The Common Cold The Common Cold
National Institute of Allergy and Infectious Diseases
More than 200 different viruses are known to cause the symptoms of the common cold. Some, such as the rhinoviruses, seldom produce serious illnesses. Others, such as parainfluenza and respiratory syncytial virus, produce mild infections in adults but can lead to severe lower respiratory tract infections in young children.
Rhinoviruses (from the Greek rhin, meaning “nose”) cause an estimated 30 to 35 percent of all adult colds, and are most active in early fall, spring, and summer. Scientists have identified than 110 distinct rhinovirus types. These agents grow best at temperatures of about 91 degrees Fahrenheit, the temperature inside the human nose.
Scientists think coronaviruses cause a large percentage of all adult colds. They bring on colds primarily in the winter and early spring. Of the more than 30 kinds, three or four infect humans.
The importance of coronaviruses as a cause of colds is hard to assess because, unlike rhinoviruses, they are difficult to grow in the laboratory.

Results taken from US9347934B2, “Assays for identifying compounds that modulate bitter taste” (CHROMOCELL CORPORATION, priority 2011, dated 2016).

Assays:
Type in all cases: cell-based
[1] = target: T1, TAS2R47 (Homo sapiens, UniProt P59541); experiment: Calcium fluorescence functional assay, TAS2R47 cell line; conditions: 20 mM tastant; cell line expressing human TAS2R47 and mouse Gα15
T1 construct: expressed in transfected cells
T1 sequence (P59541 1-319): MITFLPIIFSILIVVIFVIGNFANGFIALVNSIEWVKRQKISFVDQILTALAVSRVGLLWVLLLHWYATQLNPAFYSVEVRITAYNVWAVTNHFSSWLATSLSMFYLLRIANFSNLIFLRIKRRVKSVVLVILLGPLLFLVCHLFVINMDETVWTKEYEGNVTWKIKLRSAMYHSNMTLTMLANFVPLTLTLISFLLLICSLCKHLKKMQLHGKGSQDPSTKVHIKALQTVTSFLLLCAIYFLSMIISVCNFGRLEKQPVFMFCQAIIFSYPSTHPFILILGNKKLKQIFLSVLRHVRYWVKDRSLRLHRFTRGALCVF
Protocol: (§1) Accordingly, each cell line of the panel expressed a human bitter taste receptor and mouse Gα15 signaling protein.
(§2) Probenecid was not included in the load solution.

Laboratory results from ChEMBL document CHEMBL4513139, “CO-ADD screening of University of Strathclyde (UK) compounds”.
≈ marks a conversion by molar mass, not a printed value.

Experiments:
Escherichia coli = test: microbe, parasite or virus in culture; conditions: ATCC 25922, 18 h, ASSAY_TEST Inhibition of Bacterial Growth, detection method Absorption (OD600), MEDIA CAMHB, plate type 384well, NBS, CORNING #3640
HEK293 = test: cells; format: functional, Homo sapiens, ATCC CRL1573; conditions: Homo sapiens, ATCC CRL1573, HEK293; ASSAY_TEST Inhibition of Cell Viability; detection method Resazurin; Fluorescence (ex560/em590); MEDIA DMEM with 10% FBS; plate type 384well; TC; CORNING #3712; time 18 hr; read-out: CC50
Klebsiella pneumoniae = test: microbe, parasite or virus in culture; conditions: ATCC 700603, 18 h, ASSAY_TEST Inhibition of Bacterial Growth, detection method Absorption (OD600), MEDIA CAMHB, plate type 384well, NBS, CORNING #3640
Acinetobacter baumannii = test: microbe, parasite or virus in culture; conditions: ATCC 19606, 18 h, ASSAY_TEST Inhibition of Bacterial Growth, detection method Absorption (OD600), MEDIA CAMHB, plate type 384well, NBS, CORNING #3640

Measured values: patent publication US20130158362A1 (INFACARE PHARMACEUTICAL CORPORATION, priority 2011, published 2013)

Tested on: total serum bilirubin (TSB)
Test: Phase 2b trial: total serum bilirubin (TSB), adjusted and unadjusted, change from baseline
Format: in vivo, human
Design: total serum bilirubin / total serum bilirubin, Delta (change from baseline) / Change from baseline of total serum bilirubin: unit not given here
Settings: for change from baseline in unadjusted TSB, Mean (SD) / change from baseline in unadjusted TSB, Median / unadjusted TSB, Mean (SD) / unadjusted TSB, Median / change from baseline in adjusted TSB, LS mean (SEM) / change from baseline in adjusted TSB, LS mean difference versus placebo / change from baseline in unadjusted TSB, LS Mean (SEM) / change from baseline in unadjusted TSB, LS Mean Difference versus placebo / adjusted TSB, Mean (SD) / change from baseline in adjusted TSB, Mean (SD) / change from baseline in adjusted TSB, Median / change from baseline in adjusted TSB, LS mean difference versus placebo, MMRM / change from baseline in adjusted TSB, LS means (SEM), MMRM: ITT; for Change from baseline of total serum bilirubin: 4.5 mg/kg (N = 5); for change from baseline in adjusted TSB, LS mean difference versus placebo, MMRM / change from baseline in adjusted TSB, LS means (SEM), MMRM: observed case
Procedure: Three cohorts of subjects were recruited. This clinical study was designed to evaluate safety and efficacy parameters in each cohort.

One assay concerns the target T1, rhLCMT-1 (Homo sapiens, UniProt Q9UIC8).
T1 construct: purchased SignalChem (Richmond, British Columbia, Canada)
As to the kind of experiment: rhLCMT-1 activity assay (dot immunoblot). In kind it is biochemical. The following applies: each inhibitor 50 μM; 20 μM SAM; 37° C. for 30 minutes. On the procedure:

Approximately 10 to 15 percent of adult colds are caused by viruses also responsible for other, more severe illnesses: adenoviruses, coxsackieviruses, echoviruses, orthomyxoviruses (including influenza A and B viruses, which cause flu), paramyxoviruses (including several parainfluenza viruses), respiratory syncytial virus, and enteroviruses.
The causes of 30 to 50 percent of adult colds, presumed to be viral, remain unidentified. The same viruses that produce colds in adults appear to cause colds in children. The relative importance of various viruses in pediatric colds, however, is unclear because it’s difficult to isolate the precise cause of symptoms in research studies of children with colds.
There is no evidence that you can get a cold from exposure to cold weather or from getting chilled or overheated.
There is also no evidence that your chances of getting a cold are related to factors such as exercise, diet, or enlarged tonsils or adenoids. On the other hand, research suggests that psychological stress and allergic diseases affecting your nose or throat may have an impact on your chances of getting infected by cold viruses.